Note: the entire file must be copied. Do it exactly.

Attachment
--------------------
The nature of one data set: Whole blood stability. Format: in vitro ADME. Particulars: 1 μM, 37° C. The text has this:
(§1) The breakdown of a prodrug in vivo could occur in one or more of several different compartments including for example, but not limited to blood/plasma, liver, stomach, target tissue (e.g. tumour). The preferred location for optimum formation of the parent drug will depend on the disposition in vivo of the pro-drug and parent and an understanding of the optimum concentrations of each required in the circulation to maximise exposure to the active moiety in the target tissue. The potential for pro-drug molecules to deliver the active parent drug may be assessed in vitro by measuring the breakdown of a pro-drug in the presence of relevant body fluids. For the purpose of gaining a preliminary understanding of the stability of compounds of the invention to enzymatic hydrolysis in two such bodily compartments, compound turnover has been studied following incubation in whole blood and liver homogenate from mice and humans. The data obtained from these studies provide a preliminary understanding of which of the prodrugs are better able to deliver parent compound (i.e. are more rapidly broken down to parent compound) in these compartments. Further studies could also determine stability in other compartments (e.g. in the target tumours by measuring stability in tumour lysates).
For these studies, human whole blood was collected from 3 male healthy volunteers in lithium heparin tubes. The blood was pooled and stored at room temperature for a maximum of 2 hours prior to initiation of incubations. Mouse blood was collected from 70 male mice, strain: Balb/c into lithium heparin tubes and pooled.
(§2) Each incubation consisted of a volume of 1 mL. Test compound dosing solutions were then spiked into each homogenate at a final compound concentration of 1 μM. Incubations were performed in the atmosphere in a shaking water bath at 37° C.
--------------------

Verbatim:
The nature of one data set: Whole blood stability. Format: in vitro ADME. Particulars: 1 μM, 37° C. The text has this:
(§1) The breakdown of a prodrug in vivo could occur in one or more of several different compartments including for example, but not limited to blood/plasma, liver, stomach, target tissue (e.g. tumour). The preferred location for optimum formation of the parent drug will depend on the disposition in vivo of the pro-drug and parent and an understanding of the optimum concentrations of each required in the circulation to maximise exposure to the active moiety in the target tissue. The potential for pro-drug molecules to deliver the active parent drug may be assessed in vitro by measuring the breakdown of a pro-drug in the presence of relevant body fluids. For the purpose of gaining a preliminary understanding of the stability of compounds of the invention to enzymatic hydrolysis in two such bodily compartments, compound turnover has been studied following incubation in whole blood and liver homogenate from mice and humans. The data obtained from these studies provide a preliminary understanding of which of the prodrugs are better able to deliver parent compound (i.e. are more rapidly broken down to parent compound) in these compartments. Further studies could also determine stability in other compartments (e.g. in the target tumours by measuring stability in tumour lysates).
For these studies, human whole blood was collected from 3 male healthy volunteers in lithium heparin tubes. The blood was pooled and stored at room temperature for a maximum of 2 hours prior to initiation of incubations. Mouse blood was collected from 70 male mice, strain: Balb/c into lithium heparin tubes and pooled.
(§2) Each incubation consisted of a volume of 1 mL. Test compound dosing solutions were then spiked into each homogenate at a final compound concentration of 1 μM. Incubations were performed in the atmosphere in a shaking water bath at 37° C.